©Barlow Genealogy 1998-2005


Dr. Claude Heman Barlow     October 13, 1876 - October 08, 1969

All articles contributed by John F. Barlow

John LeGloahec - Rockefeller Archive Center, Sleepy Hollow, New York
Claude H. Barlow (1876-1968) was born in Lyons, Michigan. In his youth he learned a variety of crafts and arts, including metal working, woodworking, and painting, which he later used in scientific research and illustration. 

Dr. Barlow attended the University of Michigan from 1899 to 1902 and received an M.D. degree from Northwestern in 1906. 

Joining the American Baptist Foreign Mission Society in 1908, Dr. Barlow began twenty years of service as a medical missionary in China. He was Customs Medical Officer for the Chinese Maritime Customs in Ningpo, for which his fees went to the hospital and was a surgeon and hospital superintendent in Shaosing. Dr. Barlow received a China Medical Board fellowship to study the human intestinal fluke, which led to a Sc.D. from Johns Hopkins in 1929. 

In 1929, Dr. Barlow joined the staff of the International Health Division and was sent to Egypt where he conducted hookworm and schistosomiasis campaigns and did basic snail research. In 1944 he infected himself with schistosomiasis in order to bring viable eggs to Johns Hopkins for study.

With the outbreak of World War II, the Foundation terminated its Egyptian program and Dr. Barlow joined the Egyptian Ministry of Health, where he remained until his retirement in 1951. In 1951, he conducted a snail survey for South Africa and then returned to the United States.

The Literary Digest, January 02, 1926


THE MARTYRS TO MEDICINE make up an army whose services to humanity are as limitless, we are told, as posterity. Recently six English doctors were inocculated with living cancer germs to test the Gye-Bernard theory that cancer is caused by a virus which is harmless without a certain chemical agent. They are still waiting to see. Now comes a story of an American missionary dotor who sswallowed a quantity of flukes, an intestinal parasite which claims countless victims in China, in order to bring them alive, to this country to be studied. Some years ago, writes Dr. James H. Franklin in The Missionary Review of the World (New York), Dr. C. H. Barlow was discharged from a sanitarium at Saranac Lake, New York, where he had successfully been treated for pulmonary tuberculosis, deliberately contracted in order to save a Chinese patient's life. Ready again to report for work in the mission field, he went to Dr. Franklin, who is secretary of the American Baptist Foreign Mission Society, and asked to be sent back to China. After spending a few months in post-graduate study at the London School of Tropical Medicine, Dr. Barlow returned to the field of his first adventure with death, and there began a study of the fluke. He was hampered by the lack of laboratory equipment, and facilities. He pondered on how to get the flukes to a laboratory. The American immigration laws would not allow him to them here in the body of a sick Chinese. However, he did bring them over, and later met Dr. Franklin who carries on the story:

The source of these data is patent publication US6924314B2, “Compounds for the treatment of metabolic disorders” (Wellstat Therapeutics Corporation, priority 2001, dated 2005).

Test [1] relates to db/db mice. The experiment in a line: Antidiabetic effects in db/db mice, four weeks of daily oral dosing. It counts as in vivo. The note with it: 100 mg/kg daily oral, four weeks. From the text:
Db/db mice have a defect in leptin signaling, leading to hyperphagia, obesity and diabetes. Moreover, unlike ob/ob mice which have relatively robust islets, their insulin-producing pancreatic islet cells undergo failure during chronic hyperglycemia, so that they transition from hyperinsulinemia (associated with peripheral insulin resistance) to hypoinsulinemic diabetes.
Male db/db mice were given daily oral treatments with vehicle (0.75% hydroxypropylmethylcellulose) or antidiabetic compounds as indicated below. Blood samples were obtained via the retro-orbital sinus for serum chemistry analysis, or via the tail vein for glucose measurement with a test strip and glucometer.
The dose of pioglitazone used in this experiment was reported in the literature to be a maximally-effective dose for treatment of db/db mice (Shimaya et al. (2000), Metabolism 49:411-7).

"How did you get them over here?", I asked. "Well," he replied, "one Sunday morning when most of the assistants where at the church service, I took 32 flukes from the body of a patient in the hospital, put them in a tumbler, locked my office door, and drank them down." The memory of the experience seemed very vivid to the doctor, and he paused for breath.

"Did you tell any of the other missionaries what you had done?", I inquired. "No," he answered. "Did you tell your wife?" "No, I did not tell anyone, I boarded a ship and came to America."

"I do not know how long Dr. Barlow allowed the flukes to multiply in his own body, but after several months, he presented himself at Johns Hopkins University, and told his story to the amazed experts,who gladly helped him to free his body of the parasites, and to make a careful study of them. One of the experts with whom I sat at table on a Pacific liner last year told me that only one of the flukes survived the treatment given them at Johns Hopkins, and that Dr. Barlow slept and ate in the laboratory watching lest the temperature change suddenly and something go wrong with the experiment. He had only one chance. In April, 1922, I found him back in Shaohsing working in his little laboratory.

"Well, Doctor, have you found where that bug germinates?", I asked.

"I think I have", he replied.

Then he explained that he had exposed all manner of things to it, but a single species of land snail, which the Chinese eat as freely as we do oysters, was the only article of food which did not seem to be immune when exposed to the germs of the parasite. However he was a bit confused because of evidence of two forms of malignant life in that particular species of snail, and he was not sure which was which.

"How will you determine?", I inquired.

"I have swallowed number one, and if it works, I will know which is which."